How to Practice Yoga After You Roll Up Your Mat

by | Apr 14, 2023 | Yoga to Empower | 0 comments

Ann has been a yoga student at Peace Yoga for about seven years. She is a busy mom of three, and she also works outside of the home. Ann emailed me recently to tell me that although she wasn’t able to make it to my live classes as often as she’d like, she was doing a lot of yoga “off the mat.” Ann explained that she would try to take a few slow, deep breaths before each meal and at every red light on her way to and from work. Each morning, before getting out of bed, she would mentally list things she was grateful for in her life right now. And, she was working to implement the yogic concept of ahimsa, non-harming, by practicing kindness, compassion, and patience with herself and her children.  

I was thrilled to read that Ann was using several of the 8 limbs of yoga in her daily practice, even if she wasn’t unrolling her yoga mat!

Yoga is More Than the Poses

Many of us were introduced to yoga by taking a class. We may have learned how to position our bodies into various shapes while trying to breathe. Perhaps you couldn’t wait to get to the final resting pose, savasana, or maybe you dreaded that quiet time without movement. Regardless, it was probably the poses (asana) that most of us learned first.

But did you know that yoga is more than just the poses? There are actually 8 limbs of yoga, and I imagine you’ve learned several of the limbs without even realizing it!  

Have you ever been in a class where the teacher taught you how to do a three part yogic breath or alternate nostril breathing? Mindful breathing (pranayama) is one of the limbs of yoga.  

You may have taken a yoga class that focused on practicing moderation, (brahmacharya), one of the yamas. Maybe you chose to rest in child’s pose instead of taking another push-up as a way to explore balancing effort and ease. Perhaps the teacher suggested applying the principle of brahmacharya off the yoga mat by noticing how you moderate food choices, purchases, and work.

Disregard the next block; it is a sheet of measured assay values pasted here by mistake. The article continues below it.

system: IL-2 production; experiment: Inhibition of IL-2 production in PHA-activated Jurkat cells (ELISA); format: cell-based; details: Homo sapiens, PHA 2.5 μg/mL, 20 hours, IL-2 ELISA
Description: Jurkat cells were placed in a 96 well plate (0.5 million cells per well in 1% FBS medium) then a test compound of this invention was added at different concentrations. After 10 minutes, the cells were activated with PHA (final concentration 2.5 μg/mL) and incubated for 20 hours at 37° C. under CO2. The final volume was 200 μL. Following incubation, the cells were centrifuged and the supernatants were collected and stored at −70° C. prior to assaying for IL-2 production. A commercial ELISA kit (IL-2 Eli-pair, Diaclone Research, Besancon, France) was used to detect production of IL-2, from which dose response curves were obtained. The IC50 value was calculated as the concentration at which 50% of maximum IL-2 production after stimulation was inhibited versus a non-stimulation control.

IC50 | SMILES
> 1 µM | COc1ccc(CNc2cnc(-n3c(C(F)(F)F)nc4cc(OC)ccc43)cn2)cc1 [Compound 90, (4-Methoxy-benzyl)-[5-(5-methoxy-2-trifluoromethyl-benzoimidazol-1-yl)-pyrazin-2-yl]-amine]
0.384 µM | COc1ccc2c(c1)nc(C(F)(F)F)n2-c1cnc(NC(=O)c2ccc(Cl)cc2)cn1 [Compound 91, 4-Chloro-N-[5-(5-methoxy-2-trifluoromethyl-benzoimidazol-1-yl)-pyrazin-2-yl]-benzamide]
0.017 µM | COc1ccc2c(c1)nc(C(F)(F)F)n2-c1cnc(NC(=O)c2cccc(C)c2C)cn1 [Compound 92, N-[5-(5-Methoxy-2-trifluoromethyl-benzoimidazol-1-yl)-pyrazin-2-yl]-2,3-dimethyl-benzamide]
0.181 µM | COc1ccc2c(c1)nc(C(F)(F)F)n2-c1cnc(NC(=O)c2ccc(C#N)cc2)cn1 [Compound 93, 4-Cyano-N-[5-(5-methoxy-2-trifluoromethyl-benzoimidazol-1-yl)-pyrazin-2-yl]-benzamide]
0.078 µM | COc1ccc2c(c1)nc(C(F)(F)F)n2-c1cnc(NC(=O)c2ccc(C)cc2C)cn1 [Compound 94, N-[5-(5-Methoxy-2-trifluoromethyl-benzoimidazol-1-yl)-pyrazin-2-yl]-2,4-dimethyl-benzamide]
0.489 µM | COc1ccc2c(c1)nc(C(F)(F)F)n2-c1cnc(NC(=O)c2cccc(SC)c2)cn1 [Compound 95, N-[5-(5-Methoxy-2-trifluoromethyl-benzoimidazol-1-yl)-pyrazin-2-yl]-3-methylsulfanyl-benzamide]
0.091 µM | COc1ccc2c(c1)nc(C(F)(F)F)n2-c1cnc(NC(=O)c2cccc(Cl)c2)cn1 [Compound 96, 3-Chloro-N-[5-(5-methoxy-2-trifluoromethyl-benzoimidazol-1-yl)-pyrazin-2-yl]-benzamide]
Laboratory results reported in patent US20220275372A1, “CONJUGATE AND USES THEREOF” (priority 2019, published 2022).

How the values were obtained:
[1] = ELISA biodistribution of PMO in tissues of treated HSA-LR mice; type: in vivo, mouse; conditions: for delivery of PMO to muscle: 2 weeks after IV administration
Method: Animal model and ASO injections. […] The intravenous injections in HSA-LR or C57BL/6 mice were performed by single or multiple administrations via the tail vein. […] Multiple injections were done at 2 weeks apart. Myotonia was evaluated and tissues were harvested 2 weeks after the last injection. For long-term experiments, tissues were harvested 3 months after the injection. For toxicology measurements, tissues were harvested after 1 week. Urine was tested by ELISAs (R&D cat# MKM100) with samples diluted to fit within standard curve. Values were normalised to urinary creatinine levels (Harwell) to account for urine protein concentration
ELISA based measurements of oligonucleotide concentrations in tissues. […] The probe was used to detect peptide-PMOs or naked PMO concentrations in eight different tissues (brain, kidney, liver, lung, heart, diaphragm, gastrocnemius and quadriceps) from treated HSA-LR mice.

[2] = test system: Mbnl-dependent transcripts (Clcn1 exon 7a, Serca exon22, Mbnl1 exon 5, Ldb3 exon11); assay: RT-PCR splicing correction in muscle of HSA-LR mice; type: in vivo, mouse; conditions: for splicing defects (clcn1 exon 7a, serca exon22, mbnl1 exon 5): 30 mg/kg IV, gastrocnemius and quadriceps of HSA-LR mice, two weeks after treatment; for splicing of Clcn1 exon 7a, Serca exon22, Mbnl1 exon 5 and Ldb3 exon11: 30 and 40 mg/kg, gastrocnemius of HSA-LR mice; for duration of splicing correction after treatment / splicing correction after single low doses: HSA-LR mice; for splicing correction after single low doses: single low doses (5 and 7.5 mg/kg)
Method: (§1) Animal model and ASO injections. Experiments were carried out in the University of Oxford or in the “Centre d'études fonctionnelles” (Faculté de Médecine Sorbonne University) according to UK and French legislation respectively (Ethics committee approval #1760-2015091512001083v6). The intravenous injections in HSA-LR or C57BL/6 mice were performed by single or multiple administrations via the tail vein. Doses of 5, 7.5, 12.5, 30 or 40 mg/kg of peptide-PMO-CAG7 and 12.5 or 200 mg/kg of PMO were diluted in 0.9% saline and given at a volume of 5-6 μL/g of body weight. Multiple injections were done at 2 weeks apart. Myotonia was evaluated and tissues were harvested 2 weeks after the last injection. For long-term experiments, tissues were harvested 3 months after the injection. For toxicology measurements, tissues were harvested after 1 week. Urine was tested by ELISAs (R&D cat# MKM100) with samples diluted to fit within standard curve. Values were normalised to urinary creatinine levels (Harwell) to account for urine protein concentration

How about that time in the beginning and end of the class when you sit quietly and observe your breath, physical sensations in the body, and your thoughts? That’s another aspect of yoga philosophy, pratyahara, which means turning inward to observe without judgment.

Eight limbs of yoga

The 8 limbs of yoga are:

  1. Yamas ~ there are 5 principles for living in harmony with others
  2. Niyamas ~ these are 5 guidelines for living peacefully within ourselves
  3. Asana ~ yoga poses
  4. Pranayama ~ mindful breathing techniques
  5. Pratyahara ~ turning inward, noticing how your body is feeling, whether or not your thoughts are helpful, the quality of your breathing.
  6. Dharana ~ concentration
  7. Dhyana ~ meditation
  8. Samadhi ~ enlightenment

Although they are listed in sequential order, all of the limbs work together to create the science of yoga. I like to think of the 8 components as the spokes on a bicycle wheel…each one is necessary in order to maintain the framework of the tire, or, in this case, a yogic lifestyle.

You could spend months, years, or a lifetime, studying the 8 limbs of yoga. But, the goal of this article is to simply give you an overview. As a dedicated student of yoga, I think it’s important to have a broad understanding of yogic principles, and to know that you don’t have to unroll your yoga mat, flow through sun salutations, or stand on one leg in tree pose to be practicing yoga.

Suggested reading

If you want to take a deeper dive into the 8 limbs of yoga, there are two books I’d recommend. 

One of my favorite books is by yoga teacher Rolf Gates. Meditations from the Mat, is a fantastic way to learn about each limb in relatable daily reflections. The short readings in this book are easy to digest and can help you understand yoga philosophies through “real life” applications. I discovered this book in 2006 during my 200 hour teacher training, and I often reach for it when I plan classes that focus on specific yoga philosophies.

The Yoga Sutras of Patanjali, by Sri Swami Satchidananda, serves as a philosophical guidebook and outlines the 8 limbs of yoga. This is required reading for most yoga teacher trainings.

Want to learn more?

Several of the 8 limbs are incorporated into the yoga classes that I teach. Each class is composed of yoga poses (asana), mindful breathing techniques (pranayama), an opportunity to look within (pratyahara), and time to simply be still and observe without judgment in meditation (dhyana). There are also themed classes that focus on each of the yamas and niyamas. Check out the calendar of my live virtual classes.

Get a FREE 7-day trial of the Peace Yoga at Home Unlimited Membership here. You can access all live classes as well as the on-demand library of pre-recorded classes.

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